Emerging best practices on physical distancing
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Emerging best practices on physical distancing

Anne van Lieren
  • Anne van Lieren
  • Livework Insight

In this blogpost, we outline some ideas, emerging best practices, and considerations on how to support people in physical distancing - based on examples, our experiences and behavioural science.

After a period of lockdown, more and more countries are slowly opening up. People will be allowed again to (under specific circumstances) visit public spaces, shops, restaurants and even amusement parks. As a result, public spaces will become more crowded, making it more difficult to keep physical distance. Most organisations have been (or are still) figuring out how to deliver their services in a safe manner and ensure that visitors will keep distance.

Nudging a safe distance

You may have noticed the many, usually brightly coloured, markings on the floor at your grocery store or take-out restaurant. They are (in most cases) very effective to encourage people to distance themselves from one another. These floor markings are a good example of nudging; a small change in the environment that subconsciously stimulates people to perform desired behaviour – in this case keeping distance. These nudges are effective in changing behaviours as the floor markings stand out (salience!) and unconsciously attract people’s attention.

In the past weeks, we have seen floors that are covered with tape, chalk marks, stickers and signs. Some are more effective than others. Below, we share some tips that could help to improve the effectiveness of floor markers by using insights from behavioural science.

Make it simple and 'stupid'

If you want people to keep distance, it is crucial to provide a clear and unambiguous message that leaves little, to no room, for interpretation. Preferably combine simple graphics and colour cues with a crystal-clear message. Use no-nonsense language and provide a single call to action – focus on “what people need to do”.

Use simple graphics, colour cues and a single call to action to help people keep a safe distance.

It might seem a bit excessive as we expect people to think for themselves and pay attention. Reality is that most of our day-to-day actions are done on “auto-pilot”. People do not read, think, or are even aware of what they are doing as the subconscious is in charge of 95% of our actions. Nudges can trigger specific elements of this subconscious mindset and direct people to a desired action. You can optimise physical distancing nudges by…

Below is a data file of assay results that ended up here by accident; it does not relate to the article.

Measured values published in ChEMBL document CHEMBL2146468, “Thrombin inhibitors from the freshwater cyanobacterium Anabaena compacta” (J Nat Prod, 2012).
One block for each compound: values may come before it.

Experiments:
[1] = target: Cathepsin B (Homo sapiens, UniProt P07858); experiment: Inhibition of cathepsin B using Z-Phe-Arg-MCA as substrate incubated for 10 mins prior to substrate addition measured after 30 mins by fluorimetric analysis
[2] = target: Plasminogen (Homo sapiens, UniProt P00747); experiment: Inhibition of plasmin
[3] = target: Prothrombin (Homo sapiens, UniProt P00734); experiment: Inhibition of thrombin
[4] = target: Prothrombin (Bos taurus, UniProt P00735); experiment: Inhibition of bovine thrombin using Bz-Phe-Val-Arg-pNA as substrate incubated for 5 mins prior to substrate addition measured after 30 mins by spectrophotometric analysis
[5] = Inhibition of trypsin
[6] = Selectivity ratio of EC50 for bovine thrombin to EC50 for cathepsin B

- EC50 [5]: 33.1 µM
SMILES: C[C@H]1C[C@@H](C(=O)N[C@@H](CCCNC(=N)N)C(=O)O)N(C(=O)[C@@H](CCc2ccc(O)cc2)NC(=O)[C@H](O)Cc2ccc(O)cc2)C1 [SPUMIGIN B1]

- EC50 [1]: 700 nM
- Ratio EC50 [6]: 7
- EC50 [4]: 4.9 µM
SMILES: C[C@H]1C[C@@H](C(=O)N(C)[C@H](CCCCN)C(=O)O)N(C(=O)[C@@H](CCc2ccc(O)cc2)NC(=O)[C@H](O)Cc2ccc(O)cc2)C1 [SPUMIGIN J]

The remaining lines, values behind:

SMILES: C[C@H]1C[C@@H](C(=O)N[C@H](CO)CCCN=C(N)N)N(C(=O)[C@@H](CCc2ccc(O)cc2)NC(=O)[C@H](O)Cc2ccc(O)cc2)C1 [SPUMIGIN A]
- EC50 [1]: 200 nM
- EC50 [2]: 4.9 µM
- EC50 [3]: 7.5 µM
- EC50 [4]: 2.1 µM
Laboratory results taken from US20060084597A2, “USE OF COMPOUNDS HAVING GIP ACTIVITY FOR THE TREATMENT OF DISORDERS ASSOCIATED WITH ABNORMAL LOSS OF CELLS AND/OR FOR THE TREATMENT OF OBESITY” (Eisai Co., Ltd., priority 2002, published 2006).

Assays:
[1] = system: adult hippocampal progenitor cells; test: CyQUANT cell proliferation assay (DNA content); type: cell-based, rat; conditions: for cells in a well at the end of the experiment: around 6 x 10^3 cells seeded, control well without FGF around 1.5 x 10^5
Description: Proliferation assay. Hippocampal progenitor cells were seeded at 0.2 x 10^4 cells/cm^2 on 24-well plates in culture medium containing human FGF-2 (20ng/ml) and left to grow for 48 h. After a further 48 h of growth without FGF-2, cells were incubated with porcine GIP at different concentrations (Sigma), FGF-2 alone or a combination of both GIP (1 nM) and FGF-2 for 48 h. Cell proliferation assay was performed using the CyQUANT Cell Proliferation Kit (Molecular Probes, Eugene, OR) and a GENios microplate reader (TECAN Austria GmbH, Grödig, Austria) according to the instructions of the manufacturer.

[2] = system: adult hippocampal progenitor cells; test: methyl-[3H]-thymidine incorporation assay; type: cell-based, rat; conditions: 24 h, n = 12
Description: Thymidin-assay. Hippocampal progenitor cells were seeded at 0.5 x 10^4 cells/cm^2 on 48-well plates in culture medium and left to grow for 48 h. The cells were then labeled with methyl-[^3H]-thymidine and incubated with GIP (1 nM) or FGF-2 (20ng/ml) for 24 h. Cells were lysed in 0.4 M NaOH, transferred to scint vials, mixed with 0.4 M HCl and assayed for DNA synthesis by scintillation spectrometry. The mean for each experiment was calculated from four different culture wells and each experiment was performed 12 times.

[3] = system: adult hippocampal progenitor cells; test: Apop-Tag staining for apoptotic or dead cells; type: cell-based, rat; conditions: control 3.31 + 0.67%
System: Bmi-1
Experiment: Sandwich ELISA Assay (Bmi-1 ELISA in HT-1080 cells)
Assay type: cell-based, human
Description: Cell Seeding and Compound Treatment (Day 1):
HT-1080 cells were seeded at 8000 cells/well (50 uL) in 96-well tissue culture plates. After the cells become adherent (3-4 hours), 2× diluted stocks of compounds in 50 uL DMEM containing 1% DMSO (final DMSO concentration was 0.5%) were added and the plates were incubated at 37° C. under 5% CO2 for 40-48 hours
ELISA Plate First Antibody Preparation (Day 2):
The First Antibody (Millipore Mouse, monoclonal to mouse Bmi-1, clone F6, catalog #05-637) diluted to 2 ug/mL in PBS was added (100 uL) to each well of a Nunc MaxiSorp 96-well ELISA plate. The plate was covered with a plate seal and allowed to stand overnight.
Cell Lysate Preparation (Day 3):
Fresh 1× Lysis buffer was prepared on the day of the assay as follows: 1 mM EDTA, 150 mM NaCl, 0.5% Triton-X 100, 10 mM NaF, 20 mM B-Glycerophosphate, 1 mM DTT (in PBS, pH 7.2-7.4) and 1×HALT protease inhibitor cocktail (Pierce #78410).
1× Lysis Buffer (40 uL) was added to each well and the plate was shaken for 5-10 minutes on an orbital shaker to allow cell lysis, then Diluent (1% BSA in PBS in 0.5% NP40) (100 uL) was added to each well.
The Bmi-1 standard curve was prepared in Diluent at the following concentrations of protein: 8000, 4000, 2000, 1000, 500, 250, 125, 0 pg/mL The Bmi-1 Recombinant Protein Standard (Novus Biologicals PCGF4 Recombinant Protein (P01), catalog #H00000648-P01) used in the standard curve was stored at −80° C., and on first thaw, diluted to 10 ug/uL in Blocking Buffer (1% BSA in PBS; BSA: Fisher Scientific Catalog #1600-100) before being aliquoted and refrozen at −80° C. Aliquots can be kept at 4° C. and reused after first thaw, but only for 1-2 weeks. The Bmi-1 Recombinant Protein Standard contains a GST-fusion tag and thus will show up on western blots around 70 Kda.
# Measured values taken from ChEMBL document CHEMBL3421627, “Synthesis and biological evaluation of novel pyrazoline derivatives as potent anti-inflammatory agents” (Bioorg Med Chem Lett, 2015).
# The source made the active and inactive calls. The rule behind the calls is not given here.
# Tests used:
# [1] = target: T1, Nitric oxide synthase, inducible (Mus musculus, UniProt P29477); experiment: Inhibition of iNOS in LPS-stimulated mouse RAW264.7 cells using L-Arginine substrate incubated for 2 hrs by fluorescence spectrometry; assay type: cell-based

Using circles – instead of lines or boxes: Preferably use dots, as they clearly indicate one place to stand and wait in a cue. Lines or boxes leave room for interpretations. Are we supposed to stand in the middle of the box or on the line?

Lines and boxes can confuse as they can be interpreted differently by people.

Promoting the desired behaviour: Try to focus on the desired behaviour. Provide a single instruction on what to do – e.g “please wait here”. Do not mix your message with instructions, ‘warnings’ or indications on where NOT to stand. This is confusing for people and requires them to think and evaluate what the different things mean. Moreover, when places become crowded it will be even more difficult to get an overview and understanding of what the signs are trying to tell you.

Try not to use mixed messages. Generally, it works best to focus on the desired behaviour.

Staying on-topic: Try to limit your message to relevant and on-topic instructions. Do not use floor markings as a marketing channel. There is already so much (visual) noise that is distracting people. Messages can be branded, human, friendly and even humorous – but make sure you stay on topic.

Instructions can be branded, friendly or humorous to get people's attention, but they should be on-topic to not distract people.

Assuming people do not read: People have limited attention and cognitive capacity to process all these messages. And as every organisation, store and municipality uses different signs and messages it results in a cognitive overload. The effectiveness of messages can be increased by inserting supporting cues and by making the desired action as easy as possible.

Make the desired behaviour as easy as possible by providing clear cues on what to do.

Design for longer-term distance

In the longer-term, we will get less perceptive of the brightly coloured dots and as time passes people will ignore or process the messages without much thought. The long term effect of ‘distancing nudges’ is thus limited. To increase and prolong the effectiveness we should design interventions across multiple touchpoints and support people to consciously adapt their habits and routine behaviours. Floor markings should be part of a larger communication system in which multiple interventions over time support people to make better decisions and act responsibly. Can we more consciously design for shop layouts, service flows, public spaces and objects to include space for physical distancing? Like the examples below. In the next few weeks I will look into examples like these and share them in a follow-up blog post.

Can we redesign public spaces and services to include space for physical distancing like the examples above?
Or can we create personal gadgets that remind us to keep distance no matter where we go?

Do you have examples of best (or worst!) practices? Please share them, so we can collectively improve our understanding and experience with physical distancing nudges!

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